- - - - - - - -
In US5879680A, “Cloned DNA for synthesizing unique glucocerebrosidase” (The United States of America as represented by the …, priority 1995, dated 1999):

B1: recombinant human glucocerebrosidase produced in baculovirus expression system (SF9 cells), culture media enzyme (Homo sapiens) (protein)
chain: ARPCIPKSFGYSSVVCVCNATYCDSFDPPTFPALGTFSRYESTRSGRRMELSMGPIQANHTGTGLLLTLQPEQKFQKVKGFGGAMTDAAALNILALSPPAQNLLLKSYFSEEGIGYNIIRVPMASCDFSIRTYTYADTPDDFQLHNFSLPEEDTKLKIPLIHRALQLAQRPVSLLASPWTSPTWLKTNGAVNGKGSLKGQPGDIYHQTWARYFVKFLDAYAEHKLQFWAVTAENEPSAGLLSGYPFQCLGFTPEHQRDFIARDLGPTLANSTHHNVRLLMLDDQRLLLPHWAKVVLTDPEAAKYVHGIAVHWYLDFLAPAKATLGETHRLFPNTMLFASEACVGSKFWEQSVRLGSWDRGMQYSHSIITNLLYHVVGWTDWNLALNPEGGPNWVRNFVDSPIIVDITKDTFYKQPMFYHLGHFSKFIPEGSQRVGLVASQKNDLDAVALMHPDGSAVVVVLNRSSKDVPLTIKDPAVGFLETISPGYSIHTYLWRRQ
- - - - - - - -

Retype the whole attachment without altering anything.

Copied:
In US5879680A, “Cloned DNA for synthesizing unique glucocerebrosidase” (The United States of America as represented by the …, priority 1995, dated 1999):

B1: recombinant human glucocerebrosidase produced in baculovirus expression system (SF9 cells), culture media enzyme (Homo sapiens) (protein)
chain: ARPCIPKSFGYSSVVCVCNATYCDSFDPPTFPALGTFSRYESTRSGRRMELSMGPIQANHTGTGLLLTLQPEQKFQKVKGFGGAMTDAAALNILALSPPAQNLLLKSYFSEEGIGYNIIRVPMASCDFSIRTYTYADTPDDFQLHNFSLPEEDTKLKIPLIHRALQLAQRPVSLLASPWTSPTWLKTNGAVNGKGSLKGQPGDIYHQTWARYFVKFLDAYAEHKLQFWAVTAENEPSAGLLSGYPFQCLGFTPEHQRDFIARDLGPTLANSTHHNVRLLMLDDQRLLLPHWAKVVLTDPEAAKYVHGIAVHWYLDFLAPAKATLGETHRLFPNTMLFASEACVGSKFWEQSVRLGSWDRGMQYSHSIITNLLYHVVGWTDWNLALNPEGGPNWVRNFVDSPIIVDITKDTFYKQPMFYHLGHFSKFIPEGSQRVGLVASQKNDLDAVALMHPDGSAVVVVLNRSSKDVPLTIKDPAVGFLETISPGYSIHTYLWRRQ